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The first Thanksgiving: Wampanoag autumn stew

No one really know what was on the menu that first Thanksgiving meal when the English colonists shared three days of feasting with the Wampanoag People in Plymouth, Mass., in 1621. But Wampanoag autumn stew would have been a seasonal dish.

By Kitchen Report / November 27, 2013

Wampanoag autumn stew is comprised of seasonal ingredients and can be easily adapted to whatever you have on hand.

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You may have vague memories of learning about the origins of Thanksgiving Dinner in elementary school as you cut out Pilgrim hats and turkeys from construction paper. You probably learned that the first feast of gratitude occurred between the Pilgrims who landed at Plymouth Rock and some friendly “Indians” or native Americans who showed up with corn to go along with the prepared turkey. Or something like that.

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Kendra Nordin is a staff editor and writer for the weekly print edition of the Monitor. She also produces Stir It Up!, a recipe blog for CSMonitor.com.

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According to the historic records at Plimoth Plantation in Massachusetts, there is only one written record of that meal in 1621 and it is, at best, a passing reference to the feast that occurred sometime between September 21 and November 9, which was the time of harvest observed by the native Wampanoag People. The English town called Plymouth was right smack in the middle of the Wampanoag homeland. (And let’s not call them Pilgrims, since they didn’t use that term themselves until much later. They were “Separatists” who had separated from the Church of England. You can learn about the difference between Puritans and Pilgrims here.)

So here’s what happened: The colonists at Plymouth had just come through a very difficult first year. All but four of the original 22 English housewives had survived in a colony of about 50 men. Seeing that it was a bountiful harvest that autumn, Governor William Bradford sent four men out to hunt for wildfowl for a celebration. At some point, Massasoit, an important Wampanoag leader joined the festivities along with 90 native men for three days of entertainment, feasting, and diplomacy. This event is described in a letter dated in 1621 by colonist Edward Winslow to a friend in England and since that time has been noted as “The First Thanksgiving” by historians.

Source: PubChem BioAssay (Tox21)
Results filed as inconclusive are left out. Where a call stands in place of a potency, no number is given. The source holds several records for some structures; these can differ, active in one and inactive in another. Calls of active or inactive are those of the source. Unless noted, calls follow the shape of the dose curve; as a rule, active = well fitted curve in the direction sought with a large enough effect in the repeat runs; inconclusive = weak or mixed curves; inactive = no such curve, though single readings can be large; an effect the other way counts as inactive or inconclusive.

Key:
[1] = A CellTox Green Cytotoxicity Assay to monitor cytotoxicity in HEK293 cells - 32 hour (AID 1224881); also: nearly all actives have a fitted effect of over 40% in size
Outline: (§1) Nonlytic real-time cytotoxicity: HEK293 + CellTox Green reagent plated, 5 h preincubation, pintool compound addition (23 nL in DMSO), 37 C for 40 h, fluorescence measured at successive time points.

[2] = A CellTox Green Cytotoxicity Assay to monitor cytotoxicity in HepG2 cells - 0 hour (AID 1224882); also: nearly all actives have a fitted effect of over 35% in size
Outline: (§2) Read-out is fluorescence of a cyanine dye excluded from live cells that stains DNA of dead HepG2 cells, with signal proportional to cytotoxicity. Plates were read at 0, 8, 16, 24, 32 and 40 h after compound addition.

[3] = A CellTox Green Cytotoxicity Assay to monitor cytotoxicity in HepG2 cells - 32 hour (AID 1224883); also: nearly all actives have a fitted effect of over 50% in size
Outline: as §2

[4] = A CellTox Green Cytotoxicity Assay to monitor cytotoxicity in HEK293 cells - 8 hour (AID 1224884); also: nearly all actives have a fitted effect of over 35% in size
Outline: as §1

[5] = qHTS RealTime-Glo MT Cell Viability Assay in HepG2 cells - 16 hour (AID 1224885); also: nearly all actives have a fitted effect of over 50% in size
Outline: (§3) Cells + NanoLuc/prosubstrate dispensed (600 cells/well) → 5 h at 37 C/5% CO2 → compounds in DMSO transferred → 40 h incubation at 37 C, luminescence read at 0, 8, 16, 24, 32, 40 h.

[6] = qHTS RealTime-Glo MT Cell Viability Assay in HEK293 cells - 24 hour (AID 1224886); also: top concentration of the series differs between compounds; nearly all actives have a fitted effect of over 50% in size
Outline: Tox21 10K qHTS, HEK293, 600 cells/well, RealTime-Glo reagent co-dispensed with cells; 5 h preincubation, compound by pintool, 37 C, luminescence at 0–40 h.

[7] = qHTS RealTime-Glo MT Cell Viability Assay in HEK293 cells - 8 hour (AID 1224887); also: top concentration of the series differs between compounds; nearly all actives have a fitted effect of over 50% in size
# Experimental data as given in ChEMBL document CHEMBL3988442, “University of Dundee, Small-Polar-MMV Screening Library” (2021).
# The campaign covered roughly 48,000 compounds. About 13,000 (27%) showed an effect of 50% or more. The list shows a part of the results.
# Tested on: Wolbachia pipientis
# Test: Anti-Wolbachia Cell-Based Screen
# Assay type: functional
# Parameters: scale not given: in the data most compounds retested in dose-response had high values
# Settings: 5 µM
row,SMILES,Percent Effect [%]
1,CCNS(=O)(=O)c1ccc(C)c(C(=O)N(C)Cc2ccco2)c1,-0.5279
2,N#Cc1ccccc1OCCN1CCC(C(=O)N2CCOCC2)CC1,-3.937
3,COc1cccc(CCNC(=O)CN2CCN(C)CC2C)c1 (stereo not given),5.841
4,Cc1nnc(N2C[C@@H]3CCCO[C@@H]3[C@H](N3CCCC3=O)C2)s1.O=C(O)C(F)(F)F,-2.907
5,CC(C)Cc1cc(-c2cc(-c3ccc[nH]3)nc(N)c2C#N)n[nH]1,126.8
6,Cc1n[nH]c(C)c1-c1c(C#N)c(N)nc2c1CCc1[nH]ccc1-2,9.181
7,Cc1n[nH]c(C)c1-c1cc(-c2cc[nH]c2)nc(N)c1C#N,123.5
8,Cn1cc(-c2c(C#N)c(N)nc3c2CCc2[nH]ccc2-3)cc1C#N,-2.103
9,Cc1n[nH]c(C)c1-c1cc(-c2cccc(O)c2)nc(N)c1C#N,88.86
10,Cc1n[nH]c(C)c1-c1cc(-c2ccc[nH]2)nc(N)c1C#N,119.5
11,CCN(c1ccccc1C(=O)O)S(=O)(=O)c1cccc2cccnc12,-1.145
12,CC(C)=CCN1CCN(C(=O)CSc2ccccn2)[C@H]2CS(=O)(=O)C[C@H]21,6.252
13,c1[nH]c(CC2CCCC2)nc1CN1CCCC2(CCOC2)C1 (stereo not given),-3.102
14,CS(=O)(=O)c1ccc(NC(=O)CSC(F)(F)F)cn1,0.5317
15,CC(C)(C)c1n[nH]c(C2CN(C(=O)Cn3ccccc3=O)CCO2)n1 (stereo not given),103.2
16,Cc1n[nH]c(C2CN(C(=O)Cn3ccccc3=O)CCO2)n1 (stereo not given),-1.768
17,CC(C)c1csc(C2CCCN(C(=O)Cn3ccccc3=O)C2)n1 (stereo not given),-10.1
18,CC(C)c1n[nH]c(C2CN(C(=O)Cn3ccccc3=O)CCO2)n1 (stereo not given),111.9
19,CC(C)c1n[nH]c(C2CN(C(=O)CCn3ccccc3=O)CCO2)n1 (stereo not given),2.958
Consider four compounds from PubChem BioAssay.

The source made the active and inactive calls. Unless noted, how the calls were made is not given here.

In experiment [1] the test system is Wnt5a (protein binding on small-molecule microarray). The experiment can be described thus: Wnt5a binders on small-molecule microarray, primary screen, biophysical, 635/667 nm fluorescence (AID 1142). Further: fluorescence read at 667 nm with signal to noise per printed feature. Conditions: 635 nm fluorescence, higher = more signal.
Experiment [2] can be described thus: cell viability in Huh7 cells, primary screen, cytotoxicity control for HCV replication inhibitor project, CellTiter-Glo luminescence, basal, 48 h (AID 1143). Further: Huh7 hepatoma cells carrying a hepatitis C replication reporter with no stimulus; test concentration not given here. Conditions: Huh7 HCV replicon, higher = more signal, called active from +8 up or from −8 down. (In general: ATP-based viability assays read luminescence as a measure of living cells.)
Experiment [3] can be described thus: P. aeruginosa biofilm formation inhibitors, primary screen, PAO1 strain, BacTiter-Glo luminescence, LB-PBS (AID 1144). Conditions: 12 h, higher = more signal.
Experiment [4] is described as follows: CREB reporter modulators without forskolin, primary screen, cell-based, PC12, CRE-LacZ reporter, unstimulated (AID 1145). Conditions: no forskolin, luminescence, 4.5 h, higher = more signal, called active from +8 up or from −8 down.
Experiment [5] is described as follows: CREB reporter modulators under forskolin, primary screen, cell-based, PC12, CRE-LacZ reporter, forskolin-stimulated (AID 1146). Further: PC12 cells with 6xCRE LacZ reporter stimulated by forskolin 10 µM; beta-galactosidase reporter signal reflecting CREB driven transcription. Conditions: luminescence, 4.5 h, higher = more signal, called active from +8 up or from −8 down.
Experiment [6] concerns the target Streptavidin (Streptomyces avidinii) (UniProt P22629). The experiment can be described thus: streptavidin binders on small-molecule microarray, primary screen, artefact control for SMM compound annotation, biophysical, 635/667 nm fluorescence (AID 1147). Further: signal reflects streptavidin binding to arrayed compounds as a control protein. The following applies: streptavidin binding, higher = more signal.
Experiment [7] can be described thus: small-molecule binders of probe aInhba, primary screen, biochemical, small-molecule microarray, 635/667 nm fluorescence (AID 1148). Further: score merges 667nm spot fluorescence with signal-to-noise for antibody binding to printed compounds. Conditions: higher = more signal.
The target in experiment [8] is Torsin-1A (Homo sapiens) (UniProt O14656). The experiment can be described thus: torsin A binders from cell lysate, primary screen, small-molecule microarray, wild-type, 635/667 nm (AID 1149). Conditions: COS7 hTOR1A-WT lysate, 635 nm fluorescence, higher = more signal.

To the English in Plymouth that year, it was neither a first, nor a thanksgiving, it was simply a traditional harvest celebration.

Thanksgivings, however, were not unfamiliar to the English. They were often held as a solemn day of prayer in response to certain events, but they were a one-time occurrence with no particular date associated with it.

The English at Plymouth, according to the Plimouth Plantation, recorded their first thanksgiving in 1623 as a day of prayer at the end of drought and there is no mention of a food or feast in connection with it.

The Wampanoag, which means “Eastern People” or “People of the First Light” are comprised of a number of individual tribes spread across from what is today Weymouth, Mass., down to Cape Cod and the islands of Nantucket and Martha’s Vineyard and parts of Rhode Island. Today there are about 6,500 Wampanoags and about half of them still live in Massachusetts, according to the US Census.

Giving thanks for the Creator’s gifts has been a part of native traditions since ancient days, and most certainly before the arrival of the English settlers. Thankfulness was an integral part of Wampanoag life. Any plant, animal, bird or fish used for food called for acknowledgement and gratitude for the lives that were taken.

During that three-day celebration when the Wampanoag mingled with the colonists, five deer were bestowed on Governor Bradford in a ceremonial presentation.

While we don’t know what exactly was served during that first communal feast – or even 100 percent sure that turkey was part of the meal – in “Giving Thanks: Thanksgiving Recipes and History, from Pilgrims to Pumpkin Pie,” by Kathleen Curtin and Sandra Oliver is a recipe for Wampanoag Autumn Sobaheg. (“Sobaheg” is the Wampanoag word for “stew.”)

Wampanoag stew is comprised of seasonal ingredients and can be easily adapted to whatever you have on hand. You can swap out the meat for turkey, goose, duck, fish, or even shellfish. Variations of this dish are still made in Wampanoag households in New England today.

For the “warm-up Thanksgiving” party I attended with friends this year, I decided I wanted to bring Wampanoag Sobaheg as a novelty dish. I wasn’t sure where to get venison so I opted for a pricey bison steak from Whole Foods. A 10 ounce steak cost nearly $16.

One of my highlights from the past summer was touring the Tallgrass Prairie Preserve in Oklahoma where nearly 3,000 bison cattle range free, grazing on grass.

If you’ve never seen hundreds of bison at full gallop pass in front of your car it is a sight to behold! Bison have haunches like a horse and can leap 12 feet into the air. About 800 of the cattle are “hulled” every year, so the herd stays at a sustainable number.

Bison meat tastes more “gamey” than corn-feed beef, but if you are willing to make the investment bison steak is considered a more environmentally sustainable red meat.

In any case, Wampanoag Sobaheg with bison was a hit at “warm-up Thanksgiving.” It makes a good side dish component, a spoonful is enough to satisfy the curious palate, even though I did have a bowl for leftovers. It’s very simple, with one seasoning: salt. The flavors meld together, the grits create a cohesive dish, and the walnuts give a pleasant nutty finish.

May your Thanksgiving be full of communal grace with a taste of adventure.

(Recipe on next page.)

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